Image

But miraculously I got this one while he was in the carport.

Image

At the back of the house he went straight to our outside basin, climbed the brick wall and disappeared into a crack behind the basin. I got the feeling he often uses this spot and could not leave him there – we frequently use this basin. I had to call the “snake-catch man” again and had to pay R50 out of my “snake-catch” budget again.


More info on the Vine Snake ( A complete guide to the snakes of Southern Africa, Johan Marais)

*Average size: 1.2m (max 1.47m)
*It is back-fanged
*They are mostly tree-living and are superbly camouflaged as a branch or twig
*It moves gracefully and swiftly when disturbed. It may remain in the same position for several days if not disturbed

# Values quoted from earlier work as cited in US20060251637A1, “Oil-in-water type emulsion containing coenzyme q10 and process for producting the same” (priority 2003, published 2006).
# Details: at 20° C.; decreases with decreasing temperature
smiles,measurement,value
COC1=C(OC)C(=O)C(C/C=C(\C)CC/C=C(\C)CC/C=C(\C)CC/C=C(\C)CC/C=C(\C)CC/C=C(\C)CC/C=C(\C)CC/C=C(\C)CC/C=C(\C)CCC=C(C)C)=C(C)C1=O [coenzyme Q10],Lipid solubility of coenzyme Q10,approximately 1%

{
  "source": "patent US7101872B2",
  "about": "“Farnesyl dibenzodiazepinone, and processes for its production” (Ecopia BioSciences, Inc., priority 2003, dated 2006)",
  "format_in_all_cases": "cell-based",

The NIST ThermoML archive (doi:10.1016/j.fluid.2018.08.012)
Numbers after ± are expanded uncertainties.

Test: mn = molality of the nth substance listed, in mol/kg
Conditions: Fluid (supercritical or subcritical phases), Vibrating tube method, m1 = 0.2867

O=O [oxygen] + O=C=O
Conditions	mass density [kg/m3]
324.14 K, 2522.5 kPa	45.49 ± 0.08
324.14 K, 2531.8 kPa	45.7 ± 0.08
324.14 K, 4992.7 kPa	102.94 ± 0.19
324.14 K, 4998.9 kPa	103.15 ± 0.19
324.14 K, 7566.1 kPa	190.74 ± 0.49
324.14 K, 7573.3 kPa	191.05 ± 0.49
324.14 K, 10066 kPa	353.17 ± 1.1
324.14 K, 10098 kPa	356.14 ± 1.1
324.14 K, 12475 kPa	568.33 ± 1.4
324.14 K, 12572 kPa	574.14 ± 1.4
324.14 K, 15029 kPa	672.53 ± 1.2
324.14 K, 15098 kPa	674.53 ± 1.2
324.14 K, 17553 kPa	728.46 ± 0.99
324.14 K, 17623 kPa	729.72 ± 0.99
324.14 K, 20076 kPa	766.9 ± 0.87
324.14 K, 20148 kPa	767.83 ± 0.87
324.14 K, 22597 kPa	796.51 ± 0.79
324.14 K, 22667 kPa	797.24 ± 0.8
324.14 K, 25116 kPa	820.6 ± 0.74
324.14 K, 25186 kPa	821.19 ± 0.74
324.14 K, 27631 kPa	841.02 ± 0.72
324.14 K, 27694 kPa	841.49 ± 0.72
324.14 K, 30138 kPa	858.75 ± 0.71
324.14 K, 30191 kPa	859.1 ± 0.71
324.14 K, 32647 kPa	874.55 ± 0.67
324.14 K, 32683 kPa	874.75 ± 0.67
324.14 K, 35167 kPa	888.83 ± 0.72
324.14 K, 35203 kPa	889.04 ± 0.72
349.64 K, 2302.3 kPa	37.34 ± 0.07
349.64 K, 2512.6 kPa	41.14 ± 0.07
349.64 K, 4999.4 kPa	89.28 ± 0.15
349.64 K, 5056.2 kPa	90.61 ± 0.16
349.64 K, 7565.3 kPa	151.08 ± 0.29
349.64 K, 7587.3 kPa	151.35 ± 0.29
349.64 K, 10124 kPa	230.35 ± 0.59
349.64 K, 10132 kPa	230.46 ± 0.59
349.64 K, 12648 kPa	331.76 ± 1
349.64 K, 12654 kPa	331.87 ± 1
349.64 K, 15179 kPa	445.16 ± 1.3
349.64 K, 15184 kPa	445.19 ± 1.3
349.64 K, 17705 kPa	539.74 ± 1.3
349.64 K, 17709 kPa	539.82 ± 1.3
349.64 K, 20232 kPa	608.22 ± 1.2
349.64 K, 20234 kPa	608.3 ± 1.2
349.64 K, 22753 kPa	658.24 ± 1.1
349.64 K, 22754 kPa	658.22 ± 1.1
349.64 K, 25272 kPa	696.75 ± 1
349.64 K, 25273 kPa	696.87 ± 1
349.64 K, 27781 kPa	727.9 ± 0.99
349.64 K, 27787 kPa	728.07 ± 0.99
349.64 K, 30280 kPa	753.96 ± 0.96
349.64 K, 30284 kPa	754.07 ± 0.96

*Thought to be timid and retiring, it will inflate its neck to display the bright skin between the scales when threatened. Lunging strikes usually follow this, while the bright tongue flickers in a wavy motion.
* Males engage in combat, intertwining their bodies while attempting to push one another’s heads down.
*The common name “Bird Sake” appears to be inappropriate, as birds do not make up the bulk of this snake’s diet, probably because they are not easy to capture.
*This snake usually strikes from above and often swallows its prey with the anterior part of its body hanging downwards
*Its venom is a dangerous haemotoxic and very similar to the venom of the Boomslang. Bites are rare, which is fortunate because at present there is no antivenom.


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Unread postPosted: Fri May 05, 2006 8:53 am